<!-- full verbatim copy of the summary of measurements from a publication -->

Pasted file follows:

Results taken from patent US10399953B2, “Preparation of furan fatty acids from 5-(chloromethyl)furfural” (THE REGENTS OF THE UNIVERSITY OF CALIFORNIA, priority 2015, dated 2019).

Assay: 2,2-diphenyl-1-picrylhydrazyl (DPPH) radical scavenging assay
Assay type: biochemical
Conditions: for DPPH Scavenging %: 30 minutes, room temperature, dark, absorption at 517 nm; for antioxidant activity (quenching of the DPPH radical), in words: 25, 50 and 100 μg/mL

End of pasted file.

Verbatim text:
Results taken from patent US10399953B2, “Preparation of furan fatty acids from 5-(chloromethyl)furfural” (THE REGENTS OF THE UNIVERSITY OF CALIFORNIA, priority 2015, dated 2019).

Assay: 2,2-diphenyl-1-picrylhydrazyl (DPPH) radical scavenging assay
Assay type: biochemical
Conditions: for DPPH Scavenging %: 30 minutes, room temperature, dark, absorption at 517 nm; for antioxidant activity (quenching of the DPPH radical), in words: 25, 50 and 100 μg/mL